Gun Sales Drop More Than Six Percent In 2018

The firearm industry may well be viewing the Trump administration as a mixed bag right about now. On the one hand, there’s less likelihood of gun control being passed by Congress and signed by the president than there was during the Obama era, which means there’s less chance of having their product lines declared illegal overnight. That’s good.

On the other hand, the lack of that threat has made it so that buyers are less pressured to buy a gun right now than they were just a few years ago. As a result, sales have dropped. And the drop was still more last year.

U.S. firearms sales fell 6.1 percent in 2018, according to industry data reported on Tuesday, marking the second straight year of declines and extending the “Trump slump” following the November 2016 election of pro-gun rights President Donald Trump.

The National Shooting Sports Foundation estimated 2018 sales at 13.1 million firearms, down from 14 million the previous year and down 16.5 percent from record 2016 sales of 15.7 million.

A previous boom that saw gun sales double over a decade through 2016 corresponded largely with Democratic President Barack Obama’s time in office, when fears that gun control laws would be enacted drove gun aficionados to stock up.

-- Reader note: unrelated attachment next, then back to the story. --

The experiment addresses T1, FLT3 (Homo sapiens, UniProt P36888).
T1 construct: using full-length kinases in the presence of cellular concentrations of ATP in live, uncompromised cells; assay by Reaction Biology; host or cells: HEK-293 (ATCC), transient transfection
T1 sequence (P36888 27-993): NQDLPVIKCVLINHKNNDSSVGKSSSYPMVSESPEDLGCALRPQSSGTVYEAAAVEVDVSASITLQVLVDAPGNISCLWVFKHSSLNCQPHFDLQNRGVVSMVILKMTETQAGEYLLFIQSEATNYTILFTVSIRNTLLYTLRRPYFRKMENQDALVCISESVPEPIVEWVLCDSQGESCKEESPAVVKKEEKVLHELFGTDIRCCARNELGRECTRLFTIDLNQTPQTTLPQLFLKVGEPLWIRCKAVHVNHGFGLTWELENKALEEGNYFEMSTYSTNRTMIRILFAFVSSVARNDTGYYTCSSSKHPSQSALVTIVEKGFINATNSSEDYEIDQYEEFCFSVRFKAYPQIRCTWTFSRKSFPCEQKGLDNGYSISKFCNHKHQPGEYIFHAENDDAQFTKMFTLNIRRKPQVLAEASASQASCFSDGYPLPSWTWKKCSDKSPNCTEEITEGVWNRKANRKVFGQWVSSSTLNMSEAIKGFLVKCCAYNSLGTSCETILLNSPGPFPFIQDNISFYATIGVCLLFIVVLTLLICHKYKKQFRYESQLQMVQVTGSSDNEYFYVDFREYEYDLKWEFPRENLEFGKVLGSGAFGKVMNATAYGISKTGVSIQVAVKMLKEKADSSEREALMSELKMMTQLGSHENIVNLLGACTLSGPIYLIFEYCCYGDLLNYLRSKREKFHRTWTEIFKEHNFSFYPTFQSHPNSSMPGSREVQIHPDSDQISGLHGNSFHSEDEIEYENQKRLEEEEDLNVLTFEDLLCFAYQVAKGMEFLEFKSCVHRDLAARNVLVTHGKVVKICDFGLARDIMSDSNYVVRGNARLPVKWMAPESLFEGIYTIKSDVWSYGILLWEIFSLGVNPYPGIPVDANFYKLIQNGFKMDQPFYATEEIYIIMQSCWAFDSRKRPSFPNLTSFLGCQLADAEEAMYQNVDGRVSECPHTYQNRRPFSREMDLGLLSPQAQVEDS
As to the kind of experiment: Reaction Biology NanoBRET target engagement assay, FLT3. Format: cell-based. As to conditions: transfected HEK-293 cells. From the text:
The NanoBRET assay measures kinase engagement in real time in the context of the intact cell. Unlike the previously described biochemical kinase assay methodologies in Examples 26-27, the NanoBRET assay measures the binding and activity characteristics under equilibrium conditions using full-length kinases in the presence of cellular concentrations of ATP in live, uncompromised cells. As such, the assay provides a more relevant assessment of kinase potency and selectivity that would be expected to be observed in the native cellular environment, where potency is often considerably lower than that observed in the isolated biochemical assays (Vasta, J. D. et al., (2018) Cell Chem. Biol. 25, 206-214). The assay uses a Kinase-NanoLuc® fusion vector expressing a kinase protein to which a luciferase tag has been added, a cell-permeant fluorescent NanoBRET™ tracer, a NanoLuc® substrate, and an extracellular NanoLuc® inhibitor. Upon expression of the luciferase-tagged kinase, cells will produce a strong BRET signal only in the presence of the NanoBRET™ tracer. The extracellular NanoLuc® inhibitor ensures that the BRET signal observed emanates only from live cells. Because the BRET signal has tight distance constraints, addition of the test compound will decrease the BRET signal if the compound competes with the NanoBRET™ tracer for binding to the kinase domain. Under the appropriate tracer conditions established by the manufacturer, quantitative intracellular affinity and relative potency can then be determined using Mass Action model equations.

Industry representatives attributed the subsequent decline to a market correction as well as politics.

“Obama was the best-selling president for guns. Every time he opened his mouth,” said Trisha Kinney, owner of Blue Collar Firearms in Colton, California.

She isn’t wrong.

The truth is that the lack of pressure has many gun buyers sitting and waiting. It’s easy to understand the thinking. Guns are expensive items, after all. Even a cheap one is a fair bit of money, which means that many are hesitant to pull the trigger on a gun purchase without careful consideration.

During the Obama years, the threat of a gun ban loomed in the back of people’s minds. That pressured many to act quickly to buy their guns before the government could declare them illegal or implement some other new regulation that would get in the way of them getting their firearm. Even if there were no proposals under discussion, that threat still played in their mind.

Now, there’s no such threat.

While Democrats control the House and are planning an entire slate of gun control regulations, almost all of which will pass that chamber, there is a Republican-controlled Senate and White House left to block those regulations. That minimizes much of the pressure. Further, that Democrat-controlled House wasn’t a factor until earlier this month, so there was even less reason to be concerned.

It’s possible that the push by the Democrats for gun control will spark a resurgence in gun sales, but I’m not overly optimistic of that. After all, as noted, there are still sizeable hurdles any new regulations would have to get past before ever becoming a burden on ordinary Americans. In other words, folks don’t see gun control as all that likely despite the Democrats’ best efforts.

Can’t say that I blame them.

The bad news is that the firearm industry may see still more of a slump in 2019 unless something changes.